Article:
First of all, this ride would’ve used Intamin’s first-generation Freefall ride technology – essentially, carts of four guests would be lifted to the top of a tower, pushed forward to align with rails on the tower’s frame, then released to slide down the tower, curving out at the bottom to end on their backs. Pretty rudimentary by today’s standards. But even weirder, the ride’s first storyline saw guests terrorized by a serial killer who’d set up camp in the abandoned hotel!

Seriously… the original concept allegedly revolved around a silent film director who’d gone mad when the advent of sound pictures made his artform obsolete. Evidence of the killer stalking guests through the queue would culminate when – at the top of the tower – lightning flashes would reveal the killer atop the elevator shaft, scissors in hand. With a maniacal laugh, the madman would snip the cable, sending guests plummeting. Ultimately, The Twilight Zone served as the perfect homage to American television and to the eerie sci-fi horror genre, but in some alternate universe, this rickey ole’ Tower is leaving guests screaming just the same.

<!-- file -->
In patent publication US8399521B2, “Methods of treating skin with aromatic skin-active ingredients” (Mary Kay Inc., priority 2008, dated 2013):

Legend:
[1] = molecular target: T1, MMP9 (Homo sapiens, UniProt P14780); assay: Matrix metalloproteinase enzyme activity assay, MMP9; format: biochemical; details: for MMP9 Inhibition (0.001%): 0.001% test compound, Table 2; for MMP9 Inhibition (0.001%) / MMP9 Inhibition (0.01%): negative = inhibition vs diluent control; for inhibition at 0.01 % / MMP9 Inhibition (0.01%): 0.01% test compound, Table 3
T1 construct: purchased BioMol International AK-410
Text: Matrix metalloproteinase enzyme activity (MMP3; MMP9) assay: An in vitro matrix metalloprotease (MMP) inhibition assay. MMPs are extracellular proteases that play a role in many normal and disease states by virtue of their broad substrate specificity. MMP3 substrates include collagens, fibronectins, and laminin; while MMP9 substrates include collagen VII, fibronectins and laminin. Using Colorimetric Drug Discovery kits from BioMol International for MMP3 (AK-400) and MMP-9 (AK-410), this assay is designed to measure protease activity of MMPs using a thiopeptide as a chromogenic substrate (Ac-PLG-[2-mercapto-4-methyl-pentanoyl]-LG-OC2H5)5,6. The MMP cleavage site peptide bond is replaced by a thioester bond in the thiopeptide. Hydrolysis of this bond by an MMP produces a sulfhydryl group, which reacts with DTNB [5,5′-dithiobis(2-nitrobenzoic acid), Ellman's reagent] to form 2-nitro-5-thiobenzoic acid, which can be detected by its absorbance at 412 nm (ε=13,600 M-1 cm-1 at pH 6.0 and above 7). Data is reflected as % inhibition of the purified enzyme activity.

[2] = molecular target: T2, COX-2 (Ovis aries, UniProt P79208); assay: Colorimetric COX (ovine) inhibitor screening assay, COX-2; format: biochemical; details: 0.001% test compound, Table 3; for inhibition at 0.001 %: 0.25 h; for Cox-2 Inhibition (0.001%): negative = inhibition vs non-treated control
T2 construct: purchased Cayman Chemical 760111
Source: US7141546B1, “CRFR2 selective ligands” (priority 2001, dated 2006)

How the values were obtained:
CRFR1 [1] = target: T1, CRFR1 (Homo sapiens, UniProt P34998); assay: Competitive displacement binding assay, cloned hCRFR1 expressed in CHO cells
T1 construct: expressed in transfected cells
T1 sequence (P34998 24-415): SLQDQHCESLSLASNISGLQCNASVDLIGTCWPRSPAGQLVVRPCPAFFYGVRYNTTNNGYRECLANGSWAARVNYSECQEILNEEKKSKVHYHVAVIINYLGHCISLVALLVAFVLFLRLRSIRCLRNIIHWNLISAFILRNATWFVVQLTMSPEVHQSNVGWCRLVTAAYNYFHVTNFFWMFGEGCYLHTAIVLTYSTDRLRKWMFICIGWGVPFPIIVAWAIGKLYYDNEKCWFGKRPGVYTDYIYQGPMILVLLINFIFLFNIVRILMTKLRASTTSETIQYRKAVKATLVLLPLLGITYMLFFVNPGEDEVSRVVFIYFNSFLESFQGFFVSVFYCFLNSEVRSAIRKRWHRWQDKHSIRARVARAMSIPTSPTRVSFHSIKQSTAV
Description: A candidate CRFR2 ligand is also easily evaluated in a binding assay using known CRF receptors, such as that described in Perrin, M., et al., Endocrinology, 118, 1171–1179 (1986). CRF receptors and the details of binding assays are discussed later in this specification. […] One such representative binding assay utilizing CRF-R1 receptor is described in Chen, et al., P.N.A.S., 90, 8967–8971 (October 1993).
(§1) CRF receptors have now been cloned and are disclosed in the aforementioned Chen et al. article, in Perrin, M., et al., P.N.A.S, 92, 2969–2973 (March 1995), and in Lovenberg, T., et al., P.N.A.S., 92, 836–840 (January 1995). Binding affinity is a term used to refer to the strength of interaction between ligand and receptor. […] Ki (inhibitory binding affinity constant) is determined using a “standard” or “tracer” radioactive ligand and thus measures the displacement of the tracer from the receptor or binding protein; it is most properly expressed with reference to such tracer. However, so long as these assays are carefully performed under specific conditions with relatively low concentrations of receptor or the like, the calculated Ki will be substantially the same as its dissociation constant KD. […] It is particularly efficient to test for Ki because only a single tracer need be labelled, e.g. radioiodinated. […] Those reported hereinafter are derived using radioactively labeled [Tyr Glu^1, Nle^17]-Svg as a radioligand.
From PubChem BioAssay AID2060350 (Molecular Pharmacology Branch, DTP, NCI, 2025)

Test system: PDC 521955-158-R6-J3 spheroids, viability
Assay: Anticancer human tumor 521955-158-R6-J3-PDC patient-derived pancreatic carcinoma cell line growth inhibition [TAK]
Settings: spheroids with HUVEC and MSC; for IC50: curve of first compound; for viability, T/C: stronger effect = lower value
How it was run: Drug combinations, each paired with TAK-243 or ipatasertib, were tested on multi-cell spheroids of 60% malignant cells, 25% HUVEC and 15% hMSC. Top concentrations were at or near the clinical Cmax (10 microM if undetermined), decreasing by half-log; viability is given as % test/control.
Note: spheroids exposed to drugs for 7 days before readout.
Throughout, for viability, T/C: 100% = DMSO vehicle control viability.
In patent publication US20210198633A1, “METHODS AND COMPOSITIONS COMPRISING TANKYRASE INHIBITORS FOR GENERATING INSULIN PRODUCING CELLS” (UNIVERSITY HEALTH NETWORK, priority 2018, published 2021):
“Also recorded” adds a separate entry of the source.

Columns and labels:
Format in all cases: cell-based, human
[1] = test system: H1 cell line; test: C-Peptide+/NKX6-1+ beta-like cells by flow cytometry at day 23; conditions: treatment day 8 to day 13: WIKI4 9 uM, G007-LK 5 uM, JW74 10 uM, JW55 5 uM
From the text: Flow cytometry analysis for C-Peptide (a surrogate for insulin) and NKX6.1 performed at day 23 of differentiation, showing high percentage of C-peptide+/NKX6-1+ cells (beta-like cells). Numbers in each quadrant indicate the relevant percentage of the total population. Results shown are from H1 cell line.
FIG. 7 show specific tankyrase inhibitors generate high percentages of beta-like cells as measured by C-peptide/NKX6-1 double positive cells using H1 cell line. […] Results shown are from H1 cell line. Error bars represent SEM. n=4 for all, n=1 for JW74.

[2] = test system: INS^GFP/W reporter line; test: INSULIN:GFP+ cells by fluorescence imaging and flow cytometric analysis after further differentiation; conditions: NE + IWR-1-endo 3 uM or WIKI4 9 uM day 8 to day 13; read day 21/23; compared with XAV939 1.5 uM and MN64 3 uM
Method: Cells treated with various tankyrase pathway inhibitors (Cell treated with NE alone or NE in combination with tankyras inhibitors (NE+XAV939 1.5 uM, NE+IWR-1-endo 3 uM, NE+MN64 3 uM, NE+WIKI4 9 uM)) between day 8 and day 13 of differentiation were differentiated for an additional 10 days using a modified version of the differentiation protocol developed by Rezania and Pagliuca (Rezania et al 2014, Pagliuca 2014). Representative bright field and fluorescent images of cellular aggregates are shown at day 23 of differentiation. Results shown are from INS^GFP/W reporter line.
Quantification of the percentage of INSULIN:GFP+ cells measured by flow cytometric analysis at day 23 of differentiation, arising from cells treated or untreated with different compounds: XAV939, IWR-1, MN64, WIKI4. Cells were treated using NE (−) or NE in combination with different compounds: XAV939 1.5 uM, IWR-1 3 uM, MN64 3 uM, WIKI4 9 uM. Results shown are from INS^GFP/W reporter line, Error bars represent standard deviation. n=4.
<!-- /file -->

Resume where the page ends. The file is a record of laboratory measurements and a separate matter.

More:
3. A Pirates… wax museum?

Image: Disney

Just like its fellow New Orleans Square project, the Haunted Mansion, Disneyland’s Pirates attraction went through quite a few design iterations. The most well-documented, though, is its time in production as a wax museum. 

The “basements” of New Orleans Square were initially dug out to house that version of the attraction, which would’ve allowed guests to freely tour through an indoor Caribbean village and docked pirate vessel under permanent night skies. Disney Legend Marc Davis was asked to take a look at the concept, reforming it into a more structured, interactive walkthrough so that guests would pass through six staged scenes telling a historic story.

Why didn’t it happen? Like with Haunted Mansion, Walt and company were called away to the 1964-65 New York World’s Fair, where capacity was key. Playing with “company money” thanks to deep-pocketed sponsors, WED used the fair to develop three of Disney’s highest capacity ride systems, including the extremely efficient flume system powering “it’s a small world.” The Pirates of the Caribbean ride we know today benefits from that innovation, and since it was the last ride overseen by Walt (he died just three months before its debut), we can be sure that the boat ride is exactly as he wanted it.

4. A Little Mermaid… suspended dark ride?

Image: Disney

Have you ever noticed that even though the 1990s’ Disney Renaissance remains the most celebrated period in the company’s animation history, very few of its generation-defining hit films have become rides? After the runaway success of 1989’s The Little Mermaid, plans began to take shape for how the ride could come to Disney Parks.